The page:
Despite my complaint to my children, the lightest material on Earth is not my wallet after a trip to the toy store. It's a new nickel-phosphorus "microlattice" cooked up by scientists.
Behold, the world's lightest material:
It actually consists of 99.99 percent air. The other 0.01 percent is made up of interconnected hollow tubes with a wall thickness of 100 nanometers. That's 1,000 times thinner than a human hair.
To get technical about it, the density of the material is 0.9 milligrams per cubic centimeter. In comparison, the lightest sample of aerogel, the stuff that's been called "solid smoke," has a density of 1.1 mg/cc.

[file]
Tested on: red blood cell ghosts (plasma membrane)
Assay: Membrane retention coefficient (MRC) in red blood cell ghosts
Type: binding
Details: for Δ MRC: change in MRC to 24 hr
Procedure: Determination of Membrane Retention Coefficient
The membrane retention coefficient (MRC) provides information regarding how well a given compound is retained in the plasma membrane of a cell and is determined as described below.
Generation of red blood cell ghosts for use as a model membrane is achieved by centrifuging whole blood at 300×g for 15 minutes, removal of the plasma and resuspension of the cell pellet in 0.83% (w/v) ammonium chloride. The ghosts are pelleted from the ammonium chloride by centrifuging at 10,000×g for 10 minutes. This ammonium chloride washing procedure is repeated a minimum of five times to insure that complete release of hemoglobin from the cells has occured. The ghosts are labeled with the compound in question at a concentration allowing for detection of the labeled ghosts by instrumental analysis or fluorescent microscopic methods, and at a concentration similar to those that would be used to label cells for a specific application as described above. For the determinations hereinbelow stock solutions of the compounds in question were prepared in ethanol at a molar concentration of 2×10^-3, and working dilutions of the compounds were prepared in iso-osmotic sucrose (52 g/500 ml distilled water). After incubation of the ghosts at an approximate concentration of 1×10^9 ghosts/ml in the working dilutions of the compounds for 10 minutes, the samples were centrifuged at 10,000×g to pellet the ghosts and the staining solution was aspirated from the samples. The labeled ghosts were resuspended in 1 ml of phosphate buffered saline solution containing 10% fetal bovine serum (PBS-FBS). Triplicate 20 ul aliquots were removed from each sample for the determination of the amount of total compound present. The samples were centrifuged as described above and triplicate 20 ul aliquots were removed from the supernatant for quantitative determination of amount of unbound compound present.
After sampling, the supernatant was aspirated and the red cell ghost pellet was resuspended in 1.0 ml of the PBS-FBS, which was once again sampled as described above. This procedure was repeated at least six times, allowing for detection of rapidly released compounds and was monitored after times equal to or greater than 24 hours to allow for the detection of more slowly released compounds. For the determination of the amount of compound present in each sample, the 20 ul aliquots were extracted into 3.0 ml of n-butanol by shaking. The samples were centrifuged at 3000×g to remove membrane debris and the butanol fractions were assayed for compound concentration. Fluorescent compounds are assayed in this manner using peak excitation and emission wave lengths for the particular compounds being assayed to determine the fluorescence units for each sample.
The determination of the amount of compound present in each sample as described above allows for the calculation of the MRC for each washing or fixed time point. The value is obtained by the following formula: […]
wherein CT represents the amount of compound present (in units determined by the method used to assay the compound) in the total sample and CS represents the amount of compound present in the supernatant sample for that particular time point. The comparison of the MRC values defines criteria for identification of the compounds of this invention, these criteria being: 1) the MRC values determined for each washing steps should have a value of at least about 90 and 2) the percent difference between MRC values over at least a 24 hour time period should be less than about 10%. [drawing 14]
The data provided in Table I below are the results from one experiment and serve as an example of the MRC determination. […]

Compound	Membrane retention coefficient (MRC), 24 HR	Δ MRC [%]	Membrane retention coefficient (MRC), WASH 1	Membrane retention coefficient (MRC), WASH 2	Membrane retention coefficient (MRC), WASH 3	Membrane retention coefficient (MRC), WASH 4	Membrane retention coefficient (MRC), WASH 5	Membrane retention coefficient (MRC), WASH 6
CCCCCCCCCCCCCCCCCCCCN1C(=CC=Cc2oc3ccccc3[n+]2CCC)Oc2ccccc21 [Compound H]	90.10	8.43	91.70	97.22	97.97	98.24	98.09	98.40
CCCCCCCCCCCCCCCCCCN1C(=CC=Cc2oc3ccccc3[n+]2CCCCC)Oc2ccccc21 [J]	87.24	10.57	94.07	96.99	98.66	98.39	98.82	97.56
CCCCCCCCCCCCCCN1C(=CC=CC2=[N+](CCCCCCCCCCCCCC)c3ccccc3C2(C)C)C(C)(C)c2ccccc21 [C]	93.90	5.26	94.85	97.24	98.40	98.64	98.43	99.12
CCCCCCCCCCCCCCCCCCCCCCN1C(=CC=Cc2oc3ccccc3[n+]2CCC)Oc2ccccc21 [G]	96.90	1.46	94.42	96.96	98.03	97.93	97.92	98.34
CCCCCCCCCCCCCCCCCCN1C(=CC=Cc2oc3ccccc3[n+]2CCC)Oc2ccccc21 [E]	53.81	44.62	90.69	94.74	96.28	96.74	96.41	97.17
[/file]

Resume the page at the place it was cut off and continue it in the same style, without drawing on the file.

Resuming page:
The microlattice is made through a process that's completely different from the "cooking" technique that gives rise to aerogel. The researchers start by setting up a matrix of polymer lattices, and then deposit thin films of nickel-phosphorus. When the polymer is etched away, tiny metal tubes are left behind in the shape of the lattice.
Aerogel is foamy stuff that makes a great insulator but chips off easily. In contrast, the highly ordered structure of the microlattice makes it strong and resilient.